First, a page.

Originally Posted by AsianBob
Not all, but a good deal of the flagship phone models are falling roughly into those specs I mentioned with a screen resolution of roughly 480x800. And the mid-range phones are falling into roughly the 320x480 resolution. Yes, I understand that it's a lot more varied than the iPhone, but at least there seems to be a trend slowly emerging, which should make things a little easier for developers. Whether they have a magnometer or not is no different than between the iPhone 3G and 3GS (I personally see it as a "nice to have" feature").
A lot of the Android phones that were released are getting a 2.x update. Some that just came out or about to come out with 1.6 are getting a 2.x update right after release or come with 2.x already. Some of the first generation Android phones can't be upgraded, but that's just the normal progression of things.
While the company does get to choose the GUI, I fail to see how that impacts how apps are run. If the base is still Android 2.x, then it'll run apps written for Android 2.x. Isn't it the same thing as me putting a theme over Windows 7? It looks different than vanilla Windows 7, but it's still Windows 7.
If you read my earlier link, you'll also see that many older phones can't be upgraded to 2.0. You'll also see that many programs that were written for 1.6 can't work on 1.5. Most 1.6 phones CAN'T be upgraded to 2.0 or higher, and as far as I know NO 1.5 phones can. If you can show differently, I'd be interested to see that.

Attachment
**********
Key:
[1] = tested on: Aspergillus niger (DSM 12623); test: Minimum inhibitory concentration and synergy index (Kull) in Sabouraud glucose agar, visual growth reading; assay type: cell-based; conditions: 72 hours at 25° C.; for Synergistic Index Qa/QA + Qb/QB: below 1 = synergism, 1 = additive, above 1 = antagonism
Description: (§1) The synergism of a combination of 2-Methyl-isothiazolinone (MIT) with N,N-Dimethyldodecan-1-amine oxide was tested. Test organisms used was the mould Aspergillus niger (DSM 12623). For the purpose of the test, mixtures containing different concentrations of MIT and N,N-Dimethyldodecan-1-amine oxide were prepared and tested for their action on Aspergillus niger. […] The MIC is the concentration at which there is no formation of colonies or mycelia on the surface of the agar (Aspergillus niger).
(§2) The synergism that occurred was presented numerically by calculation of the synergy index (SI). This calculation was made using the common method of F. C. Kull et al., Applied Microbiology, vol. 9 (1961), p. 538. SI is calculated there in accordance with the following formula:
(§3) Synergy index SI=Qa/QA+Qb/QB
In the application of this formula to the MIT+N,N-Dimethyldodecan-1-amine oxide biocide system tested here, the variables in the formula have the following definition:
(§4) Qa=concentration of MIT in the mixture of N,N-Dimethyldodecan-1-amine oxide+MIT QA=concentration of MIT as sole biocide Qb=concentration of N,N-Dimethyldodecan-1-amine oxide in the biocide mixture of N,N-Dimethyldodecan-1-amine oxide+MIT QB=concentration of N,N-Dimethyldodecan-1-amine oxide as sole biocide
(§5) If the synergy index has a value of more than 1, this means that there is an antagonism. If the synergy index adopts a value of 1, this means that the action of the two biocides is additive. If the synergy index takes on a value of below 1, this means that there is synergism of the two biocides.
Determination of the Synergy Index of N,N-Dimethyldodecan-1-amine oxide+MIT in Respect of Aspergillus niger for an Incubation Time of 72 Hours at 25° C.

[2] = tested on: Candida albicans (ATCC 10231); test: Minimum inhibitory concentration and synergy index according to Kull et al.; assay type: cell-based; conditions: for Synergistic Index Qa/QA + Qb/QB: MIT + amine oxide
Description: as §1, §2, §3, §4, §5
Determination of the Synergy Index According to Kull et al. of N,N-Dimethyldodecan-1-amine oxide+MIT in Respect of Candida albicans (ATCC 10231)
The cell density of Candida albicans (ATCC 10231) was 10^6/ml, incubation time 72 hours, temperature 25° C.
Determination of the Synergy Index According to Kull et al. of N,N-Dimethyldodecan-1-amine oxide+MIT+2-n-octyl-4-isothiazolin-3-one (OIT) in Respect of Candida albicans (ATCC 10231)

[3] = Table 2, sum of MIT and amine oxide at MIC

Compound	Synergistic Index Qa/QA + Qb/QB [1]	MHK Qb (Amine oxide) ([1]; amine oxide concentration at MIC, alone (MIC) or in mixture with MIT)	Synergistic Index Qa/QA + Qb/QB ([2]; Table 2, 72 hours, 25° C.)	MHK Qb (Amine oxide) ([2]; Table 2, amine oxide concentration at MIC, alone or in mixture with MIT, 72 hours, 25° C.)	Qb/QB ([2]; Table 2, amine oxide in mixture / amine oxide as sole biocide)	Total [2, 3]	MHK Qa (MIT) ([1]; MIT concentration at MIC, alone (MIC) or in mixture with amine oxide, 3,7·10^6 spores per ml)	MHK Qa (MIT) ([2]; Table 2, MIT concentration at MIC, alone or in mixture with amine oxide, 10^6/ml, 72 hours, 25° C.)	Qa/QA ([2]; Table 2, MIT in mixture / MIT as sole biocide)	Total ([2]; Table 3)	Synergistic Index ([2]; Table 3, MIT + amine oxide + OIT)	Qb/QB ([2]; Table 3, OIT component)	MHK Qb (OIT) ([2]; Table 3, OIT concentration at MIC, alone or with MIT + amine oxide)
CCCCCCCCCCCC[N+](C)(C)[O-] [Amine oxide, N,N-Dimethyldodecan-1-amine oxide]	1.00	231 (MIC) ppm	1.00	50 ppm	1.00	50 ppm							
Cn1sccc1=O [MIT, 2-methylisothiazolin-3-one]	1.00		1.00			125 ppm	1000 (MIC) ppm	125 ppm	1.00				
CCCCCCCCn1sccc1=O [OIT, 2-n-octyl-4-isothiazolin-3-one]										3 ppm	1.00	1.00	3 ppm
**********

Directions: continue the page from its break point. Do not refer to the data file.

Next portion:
In addition, it;s being written about broadly that the various manufacturers are differentiating their phones with increasingly differing implementations of Android, something I said would happen a year ago. Even within the same company, different phones are having slightly different GUI's and abilities, such as whether or not they can use multitouch, and on what programs.
Some don't allow it at all, some only for the GUI and their own built-in programs, some just for the GUI, and one, for most everything, just not in this country. And that's another thing. The same phone often has different features and abilities depending on where it's sold.
Another thing that's becoming confusing is the naming.
Apple very wisely doesn't allow differing names for their products in different parts of the world, except for translations if required. But look at the Droid line.
The Droid is not a Motorola name for the phone. It's a Verizon name. The HTC Eris is also a Droid. Two totally different phones! Meanwhile, both of those phones with somewhat different features will be selling in different countries with different names. They will have different names in various countries. No one will know what they are buying. Very confusing.
When software developers come out with programs they will have to state the version of the OS they will work with, as well as the names, per country, of the phones they will work with.
What a mess!
And this is just the beginning.